How to grow winter Camellia japonicas

At the coolest and quietest time of year in the garden, the winter-flowering Camellia japonica can brighten your home with its gorgeous, yet stately blooms. They’re long-lived, too, so planting one today can bring a lifetime of lovely winters.


The right pH for camellias

Camellias are famous for being ‘acid-loving’ plants, which means they dislike 
soils with a pH higher than
 7. In most parts of Australia however, soils tend to be naturally acidic, which means correcting the soil is not usually necessary. (Exceptions would be gardens in Adelaide or Perth, which have naturally alkaline soils. In these regions, it can be simplest to grow camellias in pots.) Using Searles Liquid Flourish Azalea & Camellia at the recommended rate will help maintain the ideal level of soil acidity for camellias, as well as providing all the nutrients needed for excellent growth, vigour and flowering.


Position for camellias

A sheltered position in dappled shade is ideal
 for most winter-flowering camellias. Taller trees with light canopies like eucalypts can provide the perfect type of broken shade that they love. In hotter and drier climates, a camellia is likely to need deeper shade; but don’t panic if conditions are not perfect. Camellias are basically a tough plant once established and if the soil and drainage is good, they can be very forgiving.


Preparing the soil

Camellias need excellent drainage, so if your soil is heavy clay, build up soil in mounds with plenty of 5IN1® Organic Fertiliser or Searles Azalea, Camellia & Gardenia Mix. Always mulch well after planting and reapply mulch once or twice every year. Camellias are also excellent for growing in pots. Use pots at least 40cm wide and fill with Searles Azalea, Camellia & Gardenia Mix.


Which variety of camellia is best for your region?

There are thousands of Camellia japonicas in existence so the toughest challenge will be choosing your favourite. Their blooms can be large and flamboyant and available in a wide variety of forms and colours, including every shade of pink, white, true red and variegated forms. Reputable garden centres will only stock varieties that grow well in your area, so the easiest way to select the perfect camellia may be to pay your local garden centre a visit. The best time to select a japonica is in winter when they are in flower. This can help with colour selection but also gives you the reassurance that you have a healthy specimen that flowers well.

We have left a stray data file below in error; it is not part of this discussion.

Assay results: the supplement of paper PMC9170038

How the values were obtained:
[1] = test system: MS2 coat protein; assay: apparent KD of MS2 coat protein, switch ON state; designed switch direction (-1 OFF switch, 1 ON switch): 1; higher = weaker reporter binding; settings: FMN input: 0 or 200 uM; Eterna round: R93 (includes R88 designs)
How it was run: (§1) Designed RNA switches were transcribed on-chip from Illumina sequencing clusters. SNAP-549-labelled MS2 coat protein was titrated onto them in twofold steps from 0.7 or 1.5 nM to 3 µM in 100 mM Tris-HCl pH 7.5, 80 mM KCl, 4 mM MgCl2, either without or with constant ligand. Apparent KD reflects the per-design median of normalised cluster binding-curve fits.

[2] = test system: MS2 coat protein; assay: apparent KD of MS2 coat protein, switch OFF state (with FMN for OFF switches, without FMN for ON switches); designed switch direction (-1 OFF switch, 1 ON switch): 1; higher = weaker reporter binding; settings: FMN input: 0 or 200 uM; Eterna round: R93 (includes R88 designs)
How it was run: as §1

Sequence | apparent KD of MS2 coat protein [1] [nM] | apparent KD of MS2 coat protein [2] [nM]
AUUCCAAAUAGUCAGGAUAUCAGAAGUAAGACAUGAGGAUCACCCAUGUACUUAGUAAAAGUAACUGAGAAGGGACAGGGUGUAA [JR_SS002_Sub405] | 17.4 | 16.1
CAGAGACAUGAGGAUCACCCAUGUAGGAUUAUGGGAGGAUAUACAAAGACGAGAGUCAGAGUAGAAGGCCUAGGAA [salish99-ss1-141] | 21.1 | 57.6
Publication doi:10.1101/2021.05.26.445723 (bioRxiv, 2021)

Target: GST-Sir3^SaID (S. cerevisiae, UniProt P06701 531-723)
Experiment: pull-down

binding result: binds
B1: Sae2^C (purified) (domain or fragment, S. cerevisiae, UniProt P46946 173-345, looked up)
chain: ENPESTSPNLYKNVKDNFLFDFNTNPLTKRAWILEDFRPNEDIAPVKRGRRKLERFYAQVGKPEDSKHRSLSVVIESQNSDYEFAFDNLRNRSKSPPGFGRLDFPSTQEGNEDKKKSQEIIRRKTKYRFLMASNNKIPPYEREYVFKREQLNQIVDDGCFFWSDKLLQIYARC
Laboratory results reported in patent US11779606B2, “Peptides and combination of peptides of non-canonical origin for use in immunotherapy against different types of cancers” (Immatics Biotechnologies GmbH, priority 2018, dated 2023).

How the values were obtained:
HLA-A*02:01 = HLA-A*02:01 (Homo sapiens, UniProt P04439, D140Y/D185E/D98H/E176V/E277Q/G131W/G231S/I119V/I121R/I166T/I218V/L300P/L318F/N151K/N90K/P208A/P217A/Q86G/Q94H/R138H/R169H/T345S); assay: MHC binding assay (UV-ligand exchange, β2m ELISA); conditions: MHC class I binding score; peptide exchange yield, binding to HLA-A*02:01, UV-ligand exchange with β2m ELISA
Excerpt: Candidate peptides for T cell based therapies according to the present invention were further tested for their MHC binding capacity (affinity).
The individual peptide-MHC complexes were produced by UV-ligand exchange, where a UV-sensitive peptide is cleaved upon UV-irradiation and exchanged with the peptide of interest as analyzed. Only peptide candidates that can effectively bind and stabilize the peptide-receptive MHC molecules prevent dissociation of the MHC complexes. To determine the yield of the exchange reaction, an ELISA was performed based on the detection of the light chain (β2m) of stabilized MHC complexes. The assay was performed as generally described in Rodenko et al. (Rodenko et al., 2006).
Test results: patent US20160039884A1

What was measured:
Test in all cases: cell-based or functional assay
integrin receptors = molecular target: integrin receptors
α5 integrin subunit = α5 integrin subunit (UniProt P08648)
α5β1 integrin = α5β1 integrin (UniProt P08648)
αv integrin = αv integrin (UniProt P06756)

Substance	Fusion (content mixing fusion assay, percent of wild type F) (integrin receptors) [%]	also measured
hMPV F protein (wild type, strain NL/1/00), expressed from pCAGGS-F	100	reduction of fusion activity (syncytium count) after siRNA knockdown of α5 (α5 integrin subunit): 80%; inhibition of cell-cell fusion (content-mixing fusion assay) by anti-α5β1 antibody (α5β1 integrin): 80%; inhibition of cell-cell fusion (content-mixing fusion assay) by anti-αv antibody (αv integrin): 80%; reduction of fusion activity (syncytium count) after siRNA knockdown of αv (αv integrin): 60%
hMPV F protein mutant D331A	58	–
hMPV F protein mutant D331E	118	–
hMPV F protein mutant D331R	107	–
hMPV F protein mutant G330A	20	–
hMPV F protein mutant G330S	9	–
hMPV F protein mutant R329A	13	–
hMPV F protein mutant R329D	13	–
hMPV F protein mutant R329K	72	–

Mulching is one of the secrets to growing beautiful camellias. A good mulch will help stop the soil from drying out, keep the roots cool in summer and will eventually break down to improve the structure of the soil. Lucerne, sugar cane and pine bark mulch are all excellent mulches. Water well before mulching and lay mulch up to 12cm thick, keeping it clear of the trunk.


Watering Camellias

Camellias need plenty of water during their first few years, but once established are quite drought tolerant. Immediately after planting, water them every day for about a month. After that, water once a week. During the second year, camellias should only need watering once a week in spring and summer and once a month in autumn and winter. After five years they should be able to fend for themselves. Water requirements will vary with light conditions, climate, soil quality and mulching, so keep an eye on the soil and learn to judge when watering is needed.


Camellia sizes

Camellia japonicas are usually a large shrub that can reach about 5m in height. However, there are many different varieties with different growth habits. Because japonicas are slow-growing, they are easy to keep compact with occasional pruning. Their slow growth can also mean that if you’re a little impatient it could be a good investment to choose a more advanced specimen over a small seedling. Even though camellias will flower in their first year, they need to reach a certain size before they look truly grand when in flower!


You might also be interested in:

– Winter Flowers Planting Guide by Regional Zones



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